There are people in life who view the mountain looming ahead of them, take thirty steps toward overcoming it, and ten realize the difficulty that comes in conquering the mountain. They sit down on the ground, and tell everyone around them to “feel” the struggle of their mountain–the very one they are unwilling to climb. There are people in life who look for mountains other people journeyed, and invest their energy placing these past mountains within events of their life. These people are unwilling to face life, to face the struggles, and to make themselves better for their own, independent battles.
Then there are people who struggle up the mountain, make it halfway, and need help in the last leg of the trek. They meet someone who loses faith at the end of the climb, and walk hand-in-hand to the top, together. And, of course, there are people who look at a mountain dead-on, claw their way up, fight bears, and bleed from open wounds until they reach the top. They conquered their personal demons, and learned to be stronger in the process.
That is life.
Life is about taking the mountains, and growing in strength and character. It is not about looking at someone who is struggling, who is facing mountains, and negating their plight as irrelevant. The difficulties of life are based on perception, therefore degrees of difficulty are imagined.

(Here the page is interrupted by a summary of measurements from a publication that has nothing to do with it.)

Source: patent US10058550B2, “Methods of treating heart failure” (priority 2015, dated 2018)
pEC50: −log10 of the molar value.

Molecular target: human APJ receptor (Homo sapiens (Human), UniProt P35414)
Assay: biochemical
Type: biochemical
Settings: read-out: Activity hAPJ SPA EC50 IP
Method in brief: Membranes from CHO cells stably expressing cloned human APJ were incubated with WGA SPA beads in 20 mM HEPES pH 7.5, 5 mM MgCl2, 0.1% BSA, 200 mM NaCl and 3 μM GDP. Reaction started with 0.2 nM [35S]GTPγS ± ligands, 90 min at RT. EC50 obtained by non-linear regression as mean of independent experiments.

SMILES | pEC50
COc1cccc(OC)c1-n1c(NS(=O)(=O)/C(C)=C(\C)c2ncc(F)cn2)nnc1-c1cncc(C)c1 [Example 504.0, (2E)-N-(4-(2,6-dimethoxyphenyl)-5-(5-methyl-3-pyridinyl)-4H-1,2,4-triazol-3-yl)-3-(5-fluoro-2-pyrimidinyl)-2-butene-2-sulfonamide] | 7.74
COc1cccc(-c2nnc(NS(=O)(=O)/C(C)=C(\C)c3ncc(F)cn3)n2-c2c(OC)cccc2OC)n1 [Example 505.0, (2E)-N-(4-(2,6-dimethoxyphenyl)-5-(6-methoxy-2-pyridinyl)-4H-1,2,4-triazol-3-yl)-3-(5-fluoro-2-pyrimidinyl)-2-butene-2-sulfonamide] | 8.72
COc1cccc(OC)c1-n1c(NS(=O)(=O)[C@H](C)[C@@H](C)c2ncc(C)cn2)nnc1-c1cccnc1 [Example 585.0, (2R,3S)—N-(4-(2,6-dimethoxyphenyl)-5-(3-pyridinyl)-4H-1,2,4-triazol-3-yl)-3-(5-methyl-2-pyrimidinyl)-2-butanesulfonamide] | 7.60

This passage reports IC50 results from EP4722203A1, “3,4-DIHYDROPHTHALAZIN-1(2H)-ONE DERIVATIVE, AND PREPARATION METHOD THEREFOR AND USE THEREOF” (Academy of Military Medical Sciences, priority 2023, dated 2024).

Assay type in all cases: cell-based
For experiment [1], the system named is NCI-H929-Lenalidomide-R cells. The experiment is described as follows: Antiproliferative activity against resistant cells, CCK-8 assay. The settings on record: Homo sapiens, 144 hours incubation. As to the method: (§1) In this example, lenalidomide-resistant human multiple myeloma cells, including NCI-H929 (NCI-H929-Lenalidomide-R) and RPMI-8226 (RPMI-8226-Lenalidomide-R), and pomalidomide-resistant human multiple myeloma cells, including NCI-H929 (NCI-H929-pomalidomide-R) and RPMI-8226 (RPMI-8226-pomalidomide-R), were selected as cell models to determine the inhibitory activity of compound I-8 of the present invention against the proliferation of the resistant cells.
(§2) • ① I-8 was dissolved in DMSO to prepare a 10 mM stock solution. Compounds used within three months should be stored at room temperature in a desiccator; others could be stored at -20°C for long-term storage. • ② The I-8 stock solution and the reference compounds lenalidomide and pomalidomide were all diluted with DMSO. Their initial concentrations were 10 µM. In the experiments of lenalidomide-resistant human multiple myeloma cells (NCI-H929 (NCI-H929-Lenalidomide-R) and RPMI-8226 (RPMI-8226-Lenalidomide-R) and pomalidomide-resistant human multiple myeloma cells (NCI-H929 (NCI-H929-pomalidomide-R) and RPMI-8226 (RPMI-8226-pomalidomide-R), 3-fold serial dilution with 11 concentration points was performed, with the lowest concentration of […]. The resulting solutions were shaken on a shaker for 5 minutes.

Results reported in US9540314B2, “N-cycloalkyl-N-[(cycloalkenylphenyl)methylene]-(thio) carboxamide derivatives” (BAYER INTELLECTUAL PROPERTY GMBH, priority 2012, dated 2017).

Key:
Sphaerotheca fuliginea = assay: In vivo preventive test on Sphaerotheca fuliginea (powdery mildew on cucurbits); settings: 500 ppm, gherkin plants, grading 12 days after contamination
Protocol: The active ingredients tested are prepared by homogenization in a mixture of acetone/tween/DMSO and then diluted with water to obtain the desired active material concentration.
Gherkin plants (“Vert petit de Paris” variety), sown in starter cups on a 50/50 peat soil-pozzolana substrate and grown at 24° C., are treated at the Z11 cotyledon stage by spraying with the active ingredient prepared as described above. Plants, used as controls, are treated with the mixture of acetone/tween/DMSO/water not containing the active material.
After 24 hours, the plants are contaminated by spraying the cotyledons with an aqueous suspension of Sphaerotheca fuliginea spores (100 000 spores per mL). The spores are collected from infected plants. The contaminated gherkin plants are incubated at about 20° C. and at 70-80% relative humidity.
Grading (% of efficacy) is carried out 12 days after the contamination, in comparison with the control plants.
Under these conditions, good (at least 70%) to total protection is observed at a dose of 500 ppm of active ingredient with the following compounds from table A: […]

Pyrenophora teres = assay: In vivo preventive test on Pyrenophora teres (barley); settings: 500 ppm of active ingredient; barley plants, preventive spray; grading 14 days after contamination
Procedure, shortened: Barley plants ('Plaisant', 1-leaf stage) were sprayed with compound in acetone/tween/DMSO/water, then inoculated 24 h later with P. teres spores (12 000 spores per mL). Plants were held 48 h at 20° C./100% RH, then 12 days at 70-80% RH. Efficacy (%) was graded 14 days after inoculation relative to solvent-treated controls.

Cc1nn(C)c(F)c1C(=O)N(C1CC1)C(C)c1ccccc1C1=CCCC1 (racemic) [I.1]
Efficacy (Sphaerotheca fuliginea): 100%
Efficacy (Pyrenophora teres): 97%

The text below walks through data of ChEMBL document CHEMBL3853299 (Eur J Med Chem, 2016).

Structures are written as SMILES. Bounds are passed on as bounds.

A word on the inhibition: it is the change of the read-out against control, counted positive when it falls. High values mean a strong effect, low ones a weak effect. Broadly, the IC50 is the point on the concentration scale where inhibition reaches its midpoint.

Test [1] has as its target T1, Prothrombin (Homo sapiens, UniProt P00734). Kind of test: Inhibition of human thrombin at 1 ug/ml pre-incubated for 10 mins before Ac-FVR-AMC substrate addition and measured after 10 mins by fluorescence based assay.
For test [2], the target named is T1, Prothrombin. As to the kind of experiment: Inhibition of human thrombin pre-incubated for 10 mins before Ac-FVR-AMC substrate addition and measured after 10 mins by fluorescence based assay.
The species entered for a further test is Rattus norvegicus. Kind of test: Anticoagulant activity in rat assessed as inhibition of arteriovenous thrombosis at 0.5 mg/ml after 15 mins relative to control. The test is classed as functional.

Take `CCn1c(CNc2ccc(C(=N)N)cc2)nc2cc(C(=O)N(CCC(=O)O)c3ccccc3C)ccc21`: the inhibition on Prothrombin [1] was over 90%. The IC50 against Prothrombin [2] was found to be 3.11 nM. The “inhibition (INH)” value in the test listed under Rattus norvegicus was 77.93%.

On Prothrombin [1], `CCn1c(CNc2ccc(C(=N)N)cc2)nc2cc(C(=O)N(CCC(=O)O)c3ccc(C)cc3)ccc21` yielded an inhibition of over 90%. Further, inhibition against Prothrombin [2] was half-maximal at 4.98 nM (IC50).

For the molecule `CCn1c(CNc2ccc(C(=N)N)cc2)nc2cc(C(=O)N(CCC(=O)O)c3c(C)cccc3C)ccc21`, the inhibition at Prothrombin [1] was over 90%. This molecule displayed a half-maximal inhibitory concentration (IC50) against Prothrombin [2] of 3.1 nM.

No one is special. No one’s life is “more” difficult.
The way we were created–our genetics–does not perpetuate victims of circumstance. Our genetic makeup will not denote a person’s life as more complex, more difficult, or more prohibitive than another. Life does that. Life doesn’t care about any of us. It doesn’t dole out special treats when our struggles exceed hope. It doesn’t guarantee the way people will treat us. And, you’d think as humans facing these mountainous obstacles on a chronic basis, we would hold compassion for each other’s battles. But, unless it suits a purpose for furthered victimization, even we don’t care.
Which is funny, because the only thing within our control, as humans, is our behavior toward other people. We can treat other people in a humane way, realizing that every human alive faces battles, and that no one on this planet is special, or deserving of special treatment. However, though we may freely give kindness and humanity, we cannot expect that same treatment in return. We can only hope that they will reciprocate those sentiments back, and treat us with kindness.
The way we are supposed to treat them.
See how that works?
When we realize that nobody’s problems are more difficult, or more exceptional, than anyone else’s, we can begin understanding that life is life. It will never be easy, and we will never be recognized for the mountains we conquer. As soon as we realize that, we understand that the worth of our character is not in the problems we face, but in how we overcome those struggles with dignity, courage, and inner strength.
From our victories we can reach out to others, demonstrating measures of empathy and support. If anything, that is what makes us special. The way we treat others, the love we freely give, and how we see the world, creates a special sense of what it means to be human. Unfortunately, those moments of humanity, those seconds of altruism, are never celebrated with cookies.
But, they should be.